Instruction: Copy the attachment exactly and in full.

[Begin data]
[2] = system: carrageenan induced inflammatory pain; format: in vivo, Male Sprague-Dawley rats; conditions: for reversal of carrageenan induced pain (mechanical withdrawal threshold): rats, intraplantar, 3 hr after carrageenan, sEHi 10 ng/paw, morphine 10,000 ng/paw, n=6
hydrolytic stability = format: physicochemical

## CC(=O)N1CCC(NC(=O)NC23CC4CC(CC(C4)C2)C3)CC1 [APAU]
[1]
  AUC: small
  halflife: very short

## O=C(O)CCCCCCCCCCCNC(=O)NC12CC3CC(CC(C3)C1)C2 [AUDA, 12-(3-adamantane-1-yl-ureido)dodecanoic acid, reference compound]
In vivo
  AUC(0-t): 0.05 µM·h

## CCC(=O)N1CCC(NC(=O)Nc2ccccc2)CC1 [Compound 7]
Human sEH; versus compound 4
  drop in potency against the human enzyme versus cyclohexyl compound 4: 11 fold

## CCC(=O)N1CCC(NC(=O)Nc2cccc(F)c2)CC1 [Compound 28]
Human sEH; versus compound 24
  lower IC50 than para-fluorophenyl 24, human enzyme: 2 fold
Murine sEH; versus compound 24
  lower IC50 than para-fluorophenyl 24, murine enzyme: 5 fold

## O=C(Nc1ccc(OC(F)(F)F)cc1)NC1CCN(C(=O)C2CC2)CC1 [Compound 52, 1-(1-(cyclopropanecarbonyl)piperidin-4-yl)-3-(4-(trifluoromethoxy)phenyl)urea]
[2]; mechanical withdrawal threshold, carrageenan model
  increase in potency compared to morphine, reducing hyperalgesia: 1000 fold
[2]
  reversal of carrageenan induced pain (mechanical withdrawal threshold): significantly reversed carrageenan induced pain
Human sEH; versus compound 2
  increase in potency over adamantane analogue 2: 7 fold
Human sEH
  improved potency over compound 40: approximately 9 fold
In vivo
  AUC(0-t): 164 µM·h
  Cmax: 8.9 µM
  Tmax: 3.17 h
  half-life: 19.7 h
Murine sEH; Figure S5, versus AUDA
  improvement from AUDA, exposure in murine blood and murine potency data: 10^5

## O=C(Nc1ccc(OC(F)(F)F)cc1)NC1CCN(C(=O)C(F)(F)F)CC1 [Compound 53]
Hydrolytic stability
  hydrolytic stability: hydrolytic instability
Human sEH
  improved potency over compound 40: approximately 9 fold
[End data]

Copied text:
[2] = system: carrageenan induced inflammatory pain; format: in vivo, Male Sprague-Dawley rats; conditions: for reversal of carrageenan induced pain (mechanical withdrawal threshold): rats, intraplantar, 3 hr after carrageenan, sEHi 10 ng/paw, morphine 10,000 ng/paw, n=6
hydrolytic stability = format: physicochemical

## CC(=O)N1CCC(NC(=O)NC23CC4CC(CC(C4)C2)C3)CC1 [APAU]
[1]
  AUC: small
  halflife: very short

## O=C(O)CCCCCCCCCCCNC(=O)NC12CC3CC(CC(C3)C1)C2 [AUDA, 12-(3-adamantane-1-yl-ureido)dodecanoic acid, reference compound]
In vivo
  AUC(0-t): 0.05 µM·h

## CCC(=O)N1CCC(NC(=O)Nc2ccccc2)CC1 [Compound 7]
Human sEH; versus compound 4
  drop in potency against the human enzyme versus cyclohexyl compound 4: 11 fold

## CCC(=O)N1CCC(NC(=O)Nc2cccc(F)c2)CC1 [Compound 28]
Human sEH; versus compound 24
  lower IC50 than para-fluorophenyl 24, human enzyme: 2 fold
Murine sEH; versus compound 24
  lower IC50 than para-fluorophenyl 24, murine enzyme: 5 fold

## O=C(Nc1ccc(OC(F)(F)F)cc1)NC1CCN(C(=O)C2CC2)CC1 [Compound 52, 1-(1-(cyclopropanecarbonyl)piperidin-4-yl)-3-(4-(trifluoromethoxy)phenyl)urea]
[2]; mechanical withdrawal threshold, carrageenan model
  increase in potency compared to morphine, reducing hyperalgesia: 1000 fold
[2]
  reversal of carrageenan induced pain (mechanical withdrawal threshold): significantly reversed carrageenan induced pain
Human sEH; versus compound 2
  increase in potency over adamantane analogue 2: 7 fold
Human sEH
  improved potency over compound 40: approximately 9 fold
In vivo
  AUC(0-t): 164 µM·h
  Cmax: 8.9 µM
  Tmax: 3.17 h
  half-life: 19.7 h
Murine sEH; Figure S5, versus AUDA
  improvement from AUDA, exposure in murine blood and murine potency data: 10^5

## O=C(Nc1ccc(OC(F)(F)F)cc1)NC1CCN(C(=O)C(F)(F)F)CC1 [Compound 53]
Hydrolytic stability
  hydrolytic stability: hydrolytic instability
Human sEH
  improved potency over compound 40: approximately 9 fold